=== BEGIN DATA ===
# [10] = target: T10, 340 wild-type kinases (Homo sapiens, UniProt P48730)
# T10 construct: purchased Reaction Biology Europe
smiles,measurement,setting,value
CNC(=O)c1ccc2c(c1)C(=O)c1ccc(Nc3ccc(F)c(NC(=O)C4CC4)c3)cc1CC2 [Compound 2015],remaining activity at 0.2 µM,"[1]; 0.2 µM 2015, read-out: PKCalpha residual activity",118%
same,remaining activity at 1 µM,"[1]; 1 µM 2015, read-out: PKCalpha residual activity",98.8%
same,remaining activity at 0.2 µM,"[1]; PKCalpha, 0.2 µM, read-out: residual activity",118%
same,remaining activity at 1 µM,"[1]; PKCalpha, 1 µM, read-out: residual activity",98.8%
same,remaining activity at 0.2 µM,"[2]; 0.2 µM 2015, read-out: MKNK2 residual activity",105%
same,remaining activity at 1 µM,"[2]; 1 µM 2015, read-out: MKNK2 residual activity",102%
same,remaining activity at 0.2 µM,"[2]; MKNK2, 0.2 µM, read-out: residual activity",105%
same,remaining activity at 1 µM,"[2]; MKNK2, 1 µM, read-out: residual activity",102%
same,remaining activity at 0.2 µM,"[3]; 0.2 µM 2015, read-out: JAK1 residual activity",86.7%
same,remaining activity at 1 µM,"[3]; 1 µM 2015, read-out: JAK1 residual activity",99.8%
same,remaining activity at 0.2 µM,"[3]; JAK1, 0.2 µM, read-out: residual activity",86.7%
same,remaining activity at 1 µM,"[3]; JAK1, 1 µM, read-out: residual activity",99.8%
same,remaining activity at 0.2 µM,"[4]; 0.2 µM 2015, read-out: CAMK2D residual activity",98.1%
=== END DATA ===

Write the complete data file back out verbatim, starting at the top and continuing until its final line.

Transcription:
# [10] = target: T10, 340 wild-type kinases (Homo sapiens, UniProt P48730)
# T10 construct: purchased Reaction Biology Europe
smiles,measurement,setting,value
CNC(=O)c1ccc2c(c1)C(=O)c1ccc(Nc3ccc(F)c(NC(=O)C4CC4)c3)cc1CC2 [Compound 2015],remaining activity at 0.2 µM,"[1]; 0.2 µM 2015, read-out: PKCalpha residual activity",118%
same,remaining activity at 1 µM,"[1]; 1 µM 2015, read-out: PKCalpha residual activity",98.8%
same,remaining activity at 0.2 µM,"[1]; PKCalpha, 0.2 µM, read-out: residual activity",118%
same,remaining activity at 1 µM,"[1]; PKCalpha, 1 µM, read-out: residual activity",98.8%
same,remaining activity at 0.2 µM,"[2]; 0.2 µM 2015, read-out: MKNK2 residual activity",105%
same,remaining activity at 1 µM,"[2]; 1 µM 2015, read-out: MKNK2 residual activity",102%
same,remaining activity at 0.2 µM,"[2]; MKNK2, 0.2 µM, read-out: residual activity",105%
same,remaining activity at 1 µM,"[2]; MKNK2, 1 µM, read-out: residual activity",102%
same,remaining activity at 0.2 µM,"[3]; 0.2 µM 2015, read-out: JAK1 residual activity",86.7%
same,remaining activity at 1 µM,"[3]; 1 µM 2015, read-out: JAK1 residual activity",99.8%
same,remaining activity at 0.2 µM,"[3]; JAK1, 0.2 µM, read-out: residual activity",86.7%
same,remaining activity at 1 µM,"[3]; JAK1, 1 µM, read-out: residual activity",99.8%
same,remaining activity at 0.2 µM,"[4]; 0.2 µM 2015, read-out: CAMK2D residual activity",98.1%